Library of Unborrowed Books

April 21, 2014

Certainly one of the most interesting installations at the current Sydney Biennale is “The Library of Unborrowed Books” (“Section 3” – artist Meriç Algün Ringborg has done it before):  in this case all of the books that have never been borrowed from the library of the Sydney Mechanics School of Arts (SMSA).  This is current at the Art Gallery of NSW until June.  The artist’s statement reads:

Libraries are repositories of information, aiding the acquisition and transference of knowledge from the individual to the global level. Algün Ringborg’s work draws attention to the explicit and implicit interests and systems that determine which books are kept in cultural and educational circulation, and which are left to fade into the shadows of history. With a small gesture, the artist gives these neglected titles their time in the sun; as viewers, we witness their existence and perhaps desire to save them from their former fate. The work also warns of the death of the book as a social phenomenon, signalling a time when perhaps all libraries (as long as they continue to exist) may consist entirely of unborrowed books.

Library of Unborrowed Books AGNSW April2014

A very interactive exhibit:  sit there all day and read the books, if you want.  Here are two “unborrowed” books that are sitting in my “to read” list – Rick Moody’s The Diviners and Barry Levinson’s Sixty-Six:

Rick Moody The Diviners

Barry Levinson Sixty-Six

(I am wondering what this says about me.  I guess that’s part of the point.)

Worth seeing.

her – a stylish and beautiful film about emotional disconnection in the digital age

February 25, 2014

Some 48 hours after watching the film “her” in the cinema, I am still haunted by its stylish and uncommon beauty, and its sly, understated but yet biting theme of emotional disconnection in the digital age.  Under its off-kilter romantic dramatic exterior lurks a science fiction film that raises deep questions about our present fascination with personal technology “solutions” and how this will change the nature of human interaction in the near future.

Have you ever sat with a group of people, and realised that everyone was staring into a small screen, silently swiping or typing or reading or listening through earphones?  This is the future that “her” posits, although with a difference.  Living in a higher density Los Angeles that looks uncommonly like China (the exteriors were all shot in Shanghai; will the China of today irrevocably become the future of tomorrow?).  Our main character Theodore Twombly (Joaquin Phoenix) ironically writes letters for a living – yes, real letters for real people who are unable to express themselves emotionally.

Everyone in “her” lives in a frictionless world, talking into their ear pieces, with a bland, pale set of colours, sort of “Apple-lite” (seen any Apple advertisements recently?).  Nobody is physically injured in “her” (although Theodore does trip, once); everyone seems to glide through a world that has been made so safe through technology that personal feelings are shielded.  The result?  Our closest relationships are those with the “operating systems” of our computers.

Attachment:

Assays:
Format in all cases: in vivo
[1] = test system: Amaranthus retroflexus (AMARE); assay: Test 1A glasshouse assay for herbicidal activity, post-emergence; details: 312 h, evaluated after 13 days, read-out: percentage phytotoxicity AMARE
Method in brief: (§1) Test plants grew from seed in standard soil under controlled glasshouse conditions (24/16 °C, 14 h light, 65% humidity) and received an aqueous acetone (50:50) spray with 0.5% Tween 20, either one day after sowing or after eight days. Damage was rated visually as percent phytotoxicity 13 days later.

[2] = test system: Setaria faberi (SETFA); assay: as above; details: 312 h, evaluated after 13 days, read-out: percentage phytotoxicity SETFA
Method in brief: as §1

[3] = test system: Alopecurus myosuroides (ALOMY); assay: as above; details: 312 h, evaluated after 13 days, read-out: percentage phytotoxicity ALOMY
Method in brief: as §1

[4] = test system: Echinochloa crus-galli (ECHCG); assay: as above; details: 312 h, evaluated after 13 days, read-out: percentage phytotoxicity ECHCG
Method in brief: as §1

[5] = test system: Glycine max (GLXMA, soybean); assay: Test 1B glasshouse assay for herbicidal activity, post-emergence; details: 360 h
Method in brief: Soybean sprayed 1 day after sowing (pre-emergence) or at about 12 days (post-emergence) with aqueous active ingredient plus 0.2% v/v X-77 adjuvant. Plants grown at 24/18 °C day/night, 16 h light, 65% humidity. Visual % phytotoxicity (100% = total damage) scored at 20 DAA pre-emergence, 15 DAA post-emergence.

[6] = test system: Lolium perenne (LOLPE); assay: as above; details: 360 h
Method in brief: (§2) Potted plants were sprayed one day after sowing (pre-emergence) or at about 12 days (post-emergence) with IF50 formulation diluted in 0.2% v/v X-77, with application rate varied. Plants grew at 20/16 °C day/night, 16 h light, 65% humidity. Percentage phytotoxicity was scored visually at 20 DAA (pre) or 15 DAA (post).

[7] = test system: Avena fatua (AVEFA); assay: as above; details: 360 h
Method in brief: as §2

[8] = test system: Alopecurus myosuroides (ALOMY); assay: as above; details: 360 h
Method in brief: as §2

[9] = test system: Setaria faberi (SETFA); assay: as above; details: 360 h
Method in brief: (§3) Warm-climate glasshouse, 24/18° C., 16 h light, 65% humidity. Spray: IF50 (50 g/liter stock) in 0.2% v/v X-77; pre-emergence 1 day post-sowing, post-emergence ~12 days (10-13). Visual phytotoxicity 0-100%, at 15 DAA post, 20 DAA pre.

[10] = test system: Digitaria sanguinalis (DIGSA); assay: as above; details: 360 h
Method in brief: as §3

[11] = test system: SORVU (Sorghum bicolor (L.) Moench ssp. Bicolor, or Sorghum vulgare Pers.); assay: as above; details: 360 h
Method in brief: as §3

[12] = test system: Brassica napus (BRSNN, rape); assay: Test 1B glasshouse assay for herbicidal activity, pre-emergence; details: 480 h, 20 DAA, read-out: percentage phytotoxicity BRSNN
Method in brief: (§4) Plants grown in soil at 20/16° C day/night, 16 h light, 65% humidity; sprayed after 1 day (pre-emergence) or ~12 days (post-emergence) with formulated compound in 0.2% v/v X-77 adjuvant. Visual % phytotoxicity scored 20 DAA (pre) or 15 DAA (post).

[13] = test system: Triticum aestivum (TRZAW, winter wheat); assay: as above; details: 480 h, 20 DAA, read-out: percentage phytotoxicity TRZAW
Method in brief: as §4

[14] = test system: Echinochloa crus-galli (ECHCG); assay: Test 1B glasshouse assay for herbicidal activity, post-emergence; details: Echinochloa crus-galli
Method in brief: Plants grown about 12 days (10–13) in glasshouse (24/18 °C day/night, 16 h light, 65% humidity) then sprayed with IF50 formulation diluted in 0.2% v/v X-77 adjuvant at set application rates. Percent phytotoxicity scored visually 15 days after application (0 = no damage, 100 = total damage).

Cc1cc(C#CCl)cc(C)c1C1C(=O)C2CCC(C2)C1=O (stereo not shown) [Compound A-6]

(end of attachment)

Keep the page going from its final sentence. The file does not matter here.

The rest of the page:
Does this sound like far out sci-fi, or just a slight exaggeration of the present?  I vote for the latter. (Who or what did you spend the most time with this week?  Your computer, or your life partner?)

Jonze is a genuinely gifted director.  Following his collaborations with Charlie  Kaufman (writer of Jonze’s uber-trippy films “Being John Malkovich” and “Adaptation”), he has come into his own writing this one.

One of the beauties of “her” is that the film truly has the courage of its convictions:  yes, what would genuinely happen if (when?) artificial intelligence becomes so sophisticated that they become our best friend.  When my friend recently swore at Siri, the iPhone’s voice intelligent system, Siri admonished her.  Really, how close are we already to Jonze’s world?

Even the name Twombly – Anglo-Saxon and yet unusual – is highly evocative.  The most recognisable person with that last name is the painter and artist “Cy” (Edwin Parker) Twombly (1928-2001), whose works were inspired by “ancient Mediterranean history and geography, Greek and Roman mythology and epic poetry”, resulting in sometimes “inscrutable” works that include “iconography, metaphor and myth”.  As Christy Harrison has pointed out, “the film’s colour scheme often seems to be directly lifted” off the artist’s canvas (see her post for two screenshot/painting comparisons).  Danny Bowes notes that Phoenix’s character even dresses like the artist.

If you live in Sydney, as I do, you will have to rush if you wish to catch “her” in the cinema – and this is a cinema film, that a widescreen experience greatly enhances, bringing you into its odd and ever so slightly bizarre world.  We watched it at the Macquarie Centre, in an afternoon weekend screening that was the only one that day.  “her” has been nominated for a number of Academy Awards:  best picture, best original screenplay, best original score, original song and production design.  In a different year – one without the flashy, louder nominated films (you know who you are) – “her” could have featured more highly in both the nominations and the actual winners.  But that’s the way it goes in the near future.